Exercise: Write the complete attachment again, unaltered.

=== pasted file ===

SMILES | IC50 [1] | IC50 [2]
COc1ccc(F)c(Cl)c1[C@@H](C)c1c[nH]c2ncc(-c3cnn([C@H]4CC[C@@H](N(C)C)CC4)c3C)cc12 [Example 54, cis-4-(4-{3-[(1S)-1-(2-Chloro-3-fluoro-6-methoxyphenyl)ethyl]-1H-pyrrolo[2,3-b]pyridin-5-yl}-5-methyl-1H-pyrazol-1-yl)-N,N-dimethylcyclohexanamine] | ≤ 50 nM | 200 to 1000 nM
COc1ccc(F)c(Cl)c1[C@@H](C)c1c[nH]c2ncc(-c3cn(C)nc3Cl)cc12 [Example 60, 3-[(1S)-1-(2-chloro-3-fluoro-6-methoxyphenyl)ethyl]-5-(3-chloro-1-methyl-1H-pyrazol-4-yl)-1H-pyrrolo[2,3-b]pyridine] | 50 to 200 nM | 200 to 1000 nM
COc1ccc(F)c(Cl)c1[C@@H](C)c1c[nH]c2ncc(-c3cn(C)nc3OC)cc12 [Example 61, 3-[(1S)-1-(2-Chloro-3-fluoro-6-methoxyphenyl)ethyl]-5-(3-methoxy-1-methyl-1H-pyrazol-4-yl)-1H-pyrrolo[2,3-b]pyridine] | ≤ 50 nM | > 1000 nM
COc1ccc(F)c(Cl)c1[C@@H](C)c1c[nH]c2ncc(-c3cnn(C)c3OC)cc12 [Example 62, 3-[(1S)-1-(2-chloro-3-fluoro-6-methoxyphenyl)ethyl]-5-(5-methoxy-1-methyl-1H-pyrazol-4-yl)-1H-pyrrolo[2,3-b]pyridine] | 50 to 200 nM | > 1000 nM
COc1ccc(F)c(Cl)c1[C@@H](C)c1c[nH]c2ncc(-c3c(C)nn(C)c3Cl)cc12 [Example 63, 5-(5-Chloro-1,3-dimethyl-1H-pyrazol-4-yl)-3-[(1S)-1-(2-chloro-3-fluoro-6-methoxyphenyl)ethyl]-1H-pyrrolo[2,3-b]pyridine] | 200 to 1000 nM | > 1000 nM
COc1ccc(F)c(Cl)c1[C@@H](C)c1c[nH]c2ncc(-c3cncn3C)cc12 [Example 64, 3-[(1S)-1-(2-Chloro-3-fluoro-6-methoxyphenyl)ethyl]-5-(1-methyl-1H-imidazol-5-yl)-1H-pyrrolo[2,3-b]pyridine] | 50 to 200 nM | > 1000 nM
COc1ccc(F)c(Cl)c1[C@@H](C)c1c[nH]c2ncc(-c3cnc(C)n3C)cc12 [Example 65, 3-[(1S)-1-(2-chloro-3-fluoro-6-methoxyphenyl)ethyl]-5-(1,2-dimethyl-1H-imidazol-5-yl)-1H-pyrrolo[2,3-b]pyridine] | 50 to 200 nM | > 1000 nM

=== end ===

SMILES | IC50 [1] | IC50 [2]
COc1ccc(F)c(Cl)c1[C@@H](C)c1c[nH]c2ncc(-c3cnn([C@H]4CC[C@@H](N(C)C)CC4)c3C)cc12 [Example 54, cis-4-(4-{3-[(1S)-1-(2-Chloro-3-fluoro-6-methoxyphenyl)ethyl]-1H-pyrrolo[2,3-b]pyridin-5-yl}-5-methyl-1H-pyrazol-1-yl)-N,N-dimethylcyclohexanamine] | ≤ 50 nM | 200 to 1000 nM
COc1ccc(F)c(Cl)c1[C@@H](C)c1c[nH]c2ncc(-c3cn(C)nc3Cl)cc12 [Example 60, 3-[(1S)-1-(2-chloro-3-fluoro-6-methoxyphenyl)ethyl]-5-(3-chloro-1-methyl-1H-pyrazol-4-yl)-1H-pyrrolo[2,3-b]pyridine] | 50 to 200 nM | 200 to 1000 nM
COc1ccc(F)c(Cl)c1[C@@H](C)c1c[nH]c2ncc(-c3cn(C)nc3OC)cc12 [Example 61, 3-[(1S)-1-(2-Chloro-3-fluoro-6-methoxyphenyl)ethyl]-5-(3-methoxy-1-methyl-1H-pyrazol-4-yl)-1H-pyrrolo[2,3-b]pyridine] | ≤ 50 nM | > 1000 nM
COc1ccc(F)c(Cl)c1[C@@H](C)c1c[nH]c2ncc(-c3cnn(C)c3OC)cc12 [Example 62, 3-[(1S)-1-(2-chloro-3-fluoro-6-methoxyphenyl)ethyl]-5-(5-methoxy-1-methyl-1H-pyrazol-4-yl)-1H-pyrrolo[2,3-b]pyridine] | 50 to 200 nM | > 1000 nM
COc1ccc(F)c(Cl)c1[C@@H](C)c1c[nH]c2ncc(-c3c(C)nn(C)c3Cl)cc12 [Example 63, 5-(5-Chloro-1,3-dimethyl-1H-pyrazol-4-yl)-3-[(1S)-1-(2-chloro-3-fluoro-6-methoxyphenyl)ethyl]-1H-pyrrolo[2,3-b]pyridine] | 200 to 1000 nM | > 1000 nM
COc1ccc(F)c(Cl)c1[C@@H](C)c1c[nH]c2ncc(-c3cncn3C)cc12 [Example 64, 3-[(1S)-1-(2-Chloro-3-fluoro-6-methoxyphenyl)ethyl]-5-(1-methyl-1H-imidazol-5-yl)-1H-pyrrolo[2,3-b]pyridine] | 50 to 200 nM | > 1000 nM
COc1ccc(F)c(Cl)c1[C@@H](C)c1c[nH]c2ncc(-c3cnc(C)n3C)cc12 [Example 65, 3-[(1S)-1-(2-chloro-3-fluoro-6-methoxyphenyl)ethyl]-5-(1,2-dimethyl-1H-imidazol-5-yl)-1H-pyrrolo[2,3-b]pyridine] | 50 to 200 nM | > 1000 nM